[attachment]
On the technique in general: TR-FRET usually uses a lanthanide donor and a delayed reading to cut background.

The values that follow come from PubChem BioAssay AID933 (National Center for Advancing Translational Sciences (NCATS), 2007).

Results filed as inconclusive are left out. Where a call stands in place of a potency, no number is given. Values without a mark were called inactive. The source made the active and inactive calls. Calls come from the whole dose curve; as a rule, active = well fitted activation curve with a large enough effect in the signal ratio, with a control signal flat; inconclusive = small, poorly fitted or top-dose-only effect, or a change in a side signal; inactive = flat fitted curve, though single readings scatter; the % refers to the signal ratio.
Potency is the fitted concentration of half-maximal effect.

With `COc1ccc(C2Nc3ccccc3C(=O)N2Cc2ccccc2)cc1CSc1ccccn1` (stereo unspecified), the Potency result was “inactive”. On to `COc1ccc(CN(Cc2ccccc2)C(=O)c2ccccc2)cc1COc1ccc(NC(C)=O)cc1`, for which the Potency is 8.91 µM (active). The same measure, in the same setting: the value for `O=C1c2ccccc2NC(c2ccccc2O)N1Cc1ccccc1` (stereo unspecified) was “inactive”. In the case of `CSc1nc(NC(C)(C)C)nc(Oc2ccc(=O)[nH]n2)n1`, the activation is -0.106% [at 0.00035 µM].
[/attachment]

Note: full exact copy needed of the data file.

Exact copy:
On the technique in general: TR-FRET usually uses a lanthanide donor and a delayed reading to cut background.

The values that follow come from PubChem BioAssay AID933 (National Center for Advancing Translational Sciences (NCATS), 2007).

Results filed as inconclusive are left out. Where a call stands in place of a potency, no number is given. Values without a mark were called inactive. The source made the active and inactive calls. Calls come from the whole dose curve; as a rule, active = well fitted activation curve with a large enough effect in the signal ratio, with a control signal flat; inconclusive = small, poorly fitted or top-dose-only effect, or a change in a side signal; inactive = flat fitted curve, though single readings scatter; the % refers to the signal ratio.
Potency is the fitted concentration of half-maximal effect.

With `COc1ccc(C2Nc3ccccc3C(=O)N2Cc2ccccc2)cc1CSc1ccccn1` (stereo unspecified), the Potency result was “inactive”. On to `COc1ccc(CN(Cc2ccccc2)C(=O)c2ccccc2)cc1COc1ccc(NC(C)=O)cc1`, for which the Potency is 8.91 µM (active). The same measure, in the same setting: the value for `O=C1c2ccccc2NC(c2ccccc2O)N1Cc1ccccc1` (stereo unspecified) was “inactive”. In the case of `CSc1nc(NC(C)(C)C)nc(Oc2ccc(=O)[nH]n2)n1`, the activation is -0.106% [at 0.00035 µM].